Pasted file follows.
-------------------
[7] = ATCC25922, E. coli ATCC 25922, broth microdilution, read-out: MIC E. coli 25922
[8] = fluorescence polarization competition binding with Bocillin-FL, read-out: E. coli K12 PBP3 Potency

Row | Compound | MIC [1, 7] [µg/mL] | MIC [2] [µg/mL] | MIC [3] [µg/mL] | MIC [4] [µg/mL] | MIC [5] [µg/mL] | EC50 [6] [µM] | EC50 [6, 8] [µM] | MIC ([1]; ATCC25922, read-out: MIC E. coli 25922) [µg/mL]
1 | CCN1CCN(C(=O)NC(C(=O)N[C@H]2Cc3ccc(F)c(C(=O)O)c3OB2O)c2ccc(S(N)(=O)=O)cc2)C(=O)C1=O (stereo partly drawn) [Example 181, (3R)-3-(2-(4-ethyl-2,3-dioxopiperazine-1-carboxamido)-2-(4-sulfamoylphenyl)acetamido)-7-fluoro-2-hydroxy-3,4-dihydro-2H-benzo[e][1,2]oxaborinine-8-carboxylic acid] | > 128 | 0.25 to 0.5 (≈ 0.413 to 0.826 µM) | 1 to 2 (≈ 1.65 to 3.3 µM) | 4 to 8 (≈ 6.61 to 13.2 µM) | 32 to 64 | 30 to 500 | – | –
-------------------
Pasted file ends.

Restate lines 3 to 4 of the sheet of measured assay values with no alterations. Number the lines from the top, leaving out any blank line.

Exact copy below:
Row | Compound | MIC [1, 7] [µg/mL] | MIC [2] [µg/mL] | MIC [3] [µg/mL] | MIC [4] [µg/mL] | MIC [5] [µg/mL] | EC50 [6] [µM] | EC50 [6, 8] [µM] | MIC ([1]; ATCC25922, read-out: MIC E. coli 25922) [µg/mL]
1 | CCN1CCN(C(=O)NC(C(=O)N[C@H]2Cc3ccc(F)c(C(=O)O)c3OB2O)c2ccc(S(N)(=O)=O)cc2)C(=O)C1=O (stereo partly drawn) [Example 181, (3R)-3-(2-(4-ethyl-2,3-dioxopiperazine-1-carboxamido)-2-(4-sulfamoylphenyl)acetamido)-7-fluoro-2-hydroxy-3,4-dihydro-2H-benzo[e][1,2]oxaborinine-8-carboxylic acid] | > 128 | 0.25 to 0.5 (≈ 0.413 to 0.826 µM) | 1 to 2 (≈ 1.65 to 3.3 µM) | 4 to 8 (≈ 6.61 to 13.2 µM) | 32 to 64 | 30 to 500 | – | –